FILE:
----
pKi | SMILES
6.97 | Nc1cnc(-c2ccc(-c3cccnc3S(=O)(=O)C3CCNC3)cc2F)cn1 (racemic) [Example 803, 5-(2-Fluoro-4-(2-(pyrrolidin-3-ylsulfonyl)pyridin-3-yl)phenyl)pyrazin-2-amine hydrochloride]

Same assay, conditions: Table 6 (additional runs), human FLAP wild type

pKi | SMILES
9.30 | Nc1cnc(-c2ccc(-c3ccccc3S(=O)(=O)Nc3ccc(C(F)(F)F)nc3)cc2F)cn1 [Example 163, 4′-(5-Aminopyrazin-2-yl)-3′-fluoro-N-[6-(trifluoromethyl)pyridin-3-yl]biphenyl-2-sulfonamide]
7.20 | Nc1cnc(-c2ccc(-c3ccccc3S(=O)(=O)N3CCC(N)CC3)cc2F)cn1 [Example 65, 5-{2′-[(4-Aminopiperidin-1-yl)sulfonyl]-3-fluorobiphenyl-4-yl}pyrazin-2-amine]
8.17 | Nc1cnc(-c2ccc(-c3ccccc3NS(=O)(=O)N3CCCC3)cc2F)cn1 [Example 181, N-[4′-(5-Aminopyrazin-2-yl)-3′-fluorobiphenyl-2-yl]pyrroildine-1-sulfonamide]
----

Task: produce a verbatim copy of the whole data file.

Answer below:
pKi | SMILES
6.97 | Nc1cnc(-c2ccc(-c3cccnc3S(=O)(=O)C3CCNC3)cc2F)cn1 (racemic) [Example 803, 5-(2-Fluoro-4-(2-(pyrrolidin-3-ylsulfonyl)pyridin-3-yl)phenyl)pyrazin-2-amine hydrochloride]

Same assay, conditions: Table 6 (additional runs), human FLAP wild type

pKi | SMILES
9.30 | Nc1cnc(-c2ccc(-c3ccccc3S(=O)(=O)Nc3ccc(C(F)(F)F)nc3)cc2F)cn1 [Example 163, 4′-(5-Aminopyrazin-2-yl)-3′-fluoro-N-[6-(trifluoromethyl)pyridin-3-yl]biphenyl-2-sulfonamide]
7.20 | Nc1cnc(-c2ccc(-c3ccccc3S(=O)(=O)N3CCC(N)CC3)cc2F)cn1 [Example 65, 5-{2′-[(4-Aminopiperidin-1-yl)sulfonyl]-3-fluorobiphenyl-4-yl}pyrazin-2-amine]
8.17 | Nc1cnc(-c2ccc(-c3ccccc3NS(=O)(=O)N3CCCC3)cc2F)cn1 [Example 181, N-[4′-(5-Aminopyrazin-2-yl)-3′-fluorobiphenyl-2-yl]pyrroildine-1-sulfonamide]